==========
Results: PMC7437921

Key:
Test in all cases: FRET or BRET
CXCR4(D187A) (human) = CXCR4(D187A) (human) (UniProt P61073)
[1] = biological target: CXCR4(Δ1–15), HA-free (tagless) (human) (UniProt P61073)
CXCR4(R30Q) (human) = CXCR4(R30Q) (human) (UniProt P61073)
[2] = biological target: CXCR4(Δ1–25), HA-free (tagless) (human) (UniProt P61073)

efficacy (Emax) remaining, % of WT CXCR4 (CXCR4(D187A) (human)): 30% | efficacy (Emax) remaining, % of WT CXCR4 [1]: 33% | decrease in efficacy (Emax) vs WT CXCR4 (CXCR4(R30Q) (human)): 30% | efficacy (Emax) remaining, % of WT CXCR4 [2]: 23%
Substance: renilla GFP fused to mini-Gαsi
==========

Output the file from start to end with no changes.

Results: PMC7437921

Key:
Test in all cases: FRET or BRET
CXCR4(D187A) (human) = CXCR4(D187A) (human) (UniProt P61073)
[1] = biological target: CXCR4(Δ1–15), HA-free (tagless) (human) (UniProt P61073)
CXCR4(R30Q) (human) = CXCR4(R30Q) (human) (UniProt P61073)
[2] = biological target: CXCR4(Δ1–25), HA-free (tagless) (human) (UniProt P61073)

efficacy (Emax) remaining, % of WT CXCR4 (CXCR4(D187A) (human)): 30% | efficacy (Emax) remaining, % of WT CXCR4 [1]: 33% | decrease in efficacy (Emax) vs WT CXCR4 (CXCR4(R30Q) (human)): 30% | efficacy (Emax) remaining, % of WT CXCR4 [2]: 23%
Substance: renilla GFP fused to mini-Gαsi